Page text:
You could hold my umbrella-ella-ella: famous people don’t always hold their own umbrellas, but when they do, they do it with worldly stature and infinite wisdom.
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The Goria Patri is known as the lesser doxology to distinguish it from the greater doxology, the Gloria in excelsis Deo.
The first part is based on the form of baptism: ‘In the Name of the Father and of the Son and of the Holy Ghost,’ and dates from the first centuries. The second part: ‘As it was in the beginning,’ etc., is at least as old as the fifth century. It is said some fifty times a day by priests reciting the Divine Office. The word ‘Amen,’ like the next word ‘Alleluia,’ is Hebrew. ‘Amen’ means ‘truly so’ or ‘certainly’ (less exactly, ‘so be it’). At the end of a prayer it gives assent and emphasis to what has just been said. ‘Alleluia’ means ‘Praise ye Yah’ (the Lord). As it is an exclamation of joy it is omitted from Septuagesima until Easter, and in its place is recited: ‘Praise be to thee, O Lord, King of everlasting glory.’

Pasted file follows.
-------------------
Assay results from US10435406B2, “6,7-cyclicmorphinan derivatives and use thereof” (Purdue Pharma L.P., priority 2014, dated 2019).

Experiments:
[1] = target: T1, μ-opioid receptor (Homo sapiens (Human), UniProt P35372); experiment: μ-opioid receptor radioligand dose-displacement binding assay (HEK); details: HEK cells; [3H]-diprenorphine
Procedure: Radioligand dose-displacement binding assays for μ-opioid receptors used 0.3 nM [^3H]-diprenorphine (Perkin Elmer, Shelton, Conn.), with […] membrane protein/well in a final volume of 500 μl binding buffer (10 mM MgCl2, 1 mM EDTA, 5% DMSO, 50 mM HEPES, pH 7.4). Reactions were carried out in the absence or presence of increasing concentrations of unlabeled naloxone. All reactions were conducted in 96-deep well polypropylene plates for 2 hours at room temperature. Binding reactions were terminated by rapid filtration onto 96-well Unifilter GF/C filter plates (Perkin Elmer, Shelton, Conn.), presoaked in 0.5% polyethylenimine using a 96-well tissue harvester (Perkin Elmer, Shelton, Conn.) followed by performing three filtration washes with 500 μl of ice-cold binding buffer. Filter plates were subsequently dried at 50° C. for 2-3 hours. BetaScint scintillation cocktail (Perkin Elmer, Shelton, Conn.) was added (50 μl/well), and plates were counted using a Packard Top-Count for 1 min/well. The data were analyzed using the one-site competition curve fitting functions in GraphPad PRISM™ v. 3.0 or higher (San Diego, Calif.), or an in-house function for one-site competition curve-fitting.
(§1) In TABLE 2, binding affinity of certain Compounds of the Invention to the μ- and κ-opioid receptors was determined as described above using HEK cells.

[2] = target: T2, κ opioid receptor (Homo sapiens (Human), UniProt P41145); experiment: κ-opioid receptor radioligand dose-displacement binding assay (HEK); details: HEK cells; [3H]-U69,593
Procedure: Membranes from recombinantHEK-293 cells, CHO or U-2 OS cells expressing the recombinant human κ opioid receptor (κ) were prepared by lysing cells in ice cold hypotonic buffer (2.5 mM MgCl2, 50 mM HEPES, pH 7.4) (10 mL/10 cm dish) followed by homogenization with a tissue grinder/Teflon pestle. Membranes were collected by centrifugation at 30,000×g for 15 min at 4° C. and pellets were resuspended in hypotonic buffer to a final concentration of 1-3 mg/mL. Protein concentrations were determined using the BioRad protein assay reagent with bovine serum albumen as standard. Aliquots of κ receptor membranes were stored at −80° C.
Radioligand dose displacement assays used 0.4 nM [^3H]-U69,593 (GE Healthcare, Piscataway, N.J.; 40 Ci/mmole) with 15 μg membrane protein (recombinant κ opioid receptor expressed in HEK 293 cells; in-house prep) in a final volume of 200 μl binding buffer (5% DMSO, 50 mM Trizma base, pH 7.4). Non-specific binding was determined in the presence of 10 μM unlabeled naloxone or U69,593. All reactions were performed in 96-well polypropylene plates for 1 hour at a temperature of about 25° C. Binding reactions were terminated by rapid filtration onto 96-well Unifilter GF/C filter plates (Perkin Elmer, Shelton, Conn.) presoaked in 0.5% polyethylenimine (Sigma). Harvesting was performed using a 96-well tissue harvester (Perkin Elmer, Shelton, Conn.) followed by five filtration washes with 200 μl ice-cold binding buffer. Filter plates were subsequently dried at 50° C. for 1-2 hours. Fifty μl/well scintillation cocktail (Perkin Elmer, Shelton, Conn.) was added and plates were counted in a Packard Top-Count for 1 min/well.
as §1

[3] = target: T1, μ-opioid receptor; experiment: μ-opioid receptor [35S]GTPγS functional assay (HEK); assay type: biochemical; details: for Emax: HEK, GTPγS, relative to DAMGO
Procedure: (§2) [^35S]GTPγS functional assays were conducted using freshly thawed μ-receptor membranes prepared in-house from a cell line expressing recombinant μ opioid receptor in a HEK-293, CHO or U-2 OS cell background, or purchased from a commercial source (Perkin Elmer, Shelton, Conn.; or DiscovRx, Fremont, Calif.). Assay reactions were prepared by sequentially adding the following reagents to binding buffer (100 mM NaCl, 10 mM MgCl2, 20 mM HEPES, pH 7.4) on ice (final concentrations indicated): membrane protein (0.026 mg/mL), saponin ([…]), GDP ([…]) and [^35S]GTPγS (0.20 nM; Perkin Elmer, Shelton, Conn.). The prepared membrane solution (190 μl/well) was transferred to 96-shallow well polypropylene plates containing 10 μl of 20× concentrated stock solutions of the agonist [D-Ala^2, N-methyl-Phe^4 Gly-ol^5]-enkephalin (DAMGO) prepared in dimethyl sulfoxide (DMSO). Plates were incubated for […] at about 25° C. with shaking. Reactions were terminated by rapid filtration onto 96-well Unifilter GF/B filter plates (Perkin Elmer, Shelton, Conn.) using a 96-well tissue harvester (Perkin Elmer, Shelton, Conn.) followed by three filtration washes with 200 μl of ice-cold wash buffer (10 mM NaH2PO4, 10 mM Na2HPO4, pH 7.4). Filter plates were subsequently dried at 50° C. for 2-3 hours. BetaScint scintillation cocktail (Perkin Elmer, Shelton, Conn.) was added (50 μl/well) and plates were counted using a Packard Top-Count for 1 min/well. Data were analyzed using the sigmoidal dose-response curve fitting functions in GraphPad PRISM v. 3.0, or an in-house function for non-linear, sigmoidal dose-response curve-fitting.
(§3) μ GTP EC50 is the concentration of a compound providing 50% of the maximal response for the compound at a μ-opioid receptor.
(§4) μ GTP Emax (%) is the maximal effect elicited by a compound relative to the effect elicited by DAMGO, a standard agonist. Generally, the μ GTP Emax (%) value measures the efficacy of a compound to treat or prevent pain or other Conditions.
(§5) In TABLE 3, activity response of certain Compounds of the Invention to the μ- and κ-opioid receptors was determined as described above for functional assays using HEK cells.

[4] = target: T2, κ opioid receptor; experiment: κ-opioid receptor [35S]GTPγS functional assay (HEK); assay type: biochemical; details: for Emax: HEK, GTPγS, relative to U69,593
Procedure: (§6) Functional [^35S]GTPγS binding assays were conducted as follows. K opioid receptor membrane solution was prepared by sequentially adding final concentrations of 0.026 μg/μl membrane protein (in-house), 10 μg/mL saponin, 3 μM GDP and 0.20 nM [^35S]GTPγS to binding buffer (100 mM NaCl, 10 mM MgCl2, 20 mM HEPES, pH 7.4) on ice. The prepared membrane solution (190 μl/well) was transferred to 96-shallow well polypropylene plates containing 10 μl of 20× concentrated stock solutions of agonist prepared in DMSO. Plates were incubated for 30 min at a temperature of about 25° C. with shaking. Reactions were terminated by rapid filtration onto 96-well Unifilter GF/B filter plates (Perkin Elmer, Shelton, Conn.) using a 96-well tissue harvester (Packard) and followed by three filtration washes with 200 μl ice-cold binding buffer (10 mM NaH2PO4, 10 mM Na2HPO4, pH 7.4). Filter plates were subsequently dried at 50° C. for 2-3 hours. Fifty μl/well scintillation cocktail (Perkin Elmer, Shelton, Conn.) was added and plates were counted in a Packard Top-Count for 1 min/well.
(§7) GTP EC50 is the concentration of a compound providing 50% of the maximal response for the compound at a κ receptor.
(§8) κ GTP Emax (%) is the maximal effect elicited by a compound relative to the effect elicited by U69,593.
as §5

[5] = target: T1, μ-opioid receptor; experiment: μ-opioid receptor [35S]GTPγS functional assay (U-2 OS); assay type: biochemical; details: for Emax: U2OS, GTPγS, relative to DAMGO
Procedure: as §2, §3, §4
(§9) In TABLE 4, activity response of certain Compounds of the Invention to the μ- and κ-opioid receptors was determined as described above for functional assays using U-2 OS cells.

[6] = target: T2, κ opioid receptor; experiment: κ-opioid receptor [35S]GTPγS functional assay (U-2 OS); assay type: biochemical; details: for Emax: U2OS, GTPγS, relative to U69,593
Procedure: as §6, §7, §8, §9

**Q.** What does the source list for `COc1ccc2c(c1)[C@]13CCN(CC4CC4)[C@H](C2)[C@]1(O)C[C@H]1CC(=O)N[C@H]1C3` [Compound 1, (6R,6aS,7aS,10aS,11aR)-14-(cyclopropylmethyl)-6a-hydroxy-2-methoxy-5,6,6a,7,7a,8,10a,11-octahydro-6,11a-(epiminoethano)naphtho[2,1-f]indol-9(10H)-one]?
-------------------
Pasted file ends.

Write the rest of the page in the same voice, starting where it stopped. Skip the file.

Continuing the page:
from: “Matins explained”, http://littleoffice.blogspot.com/p/matins-explained.html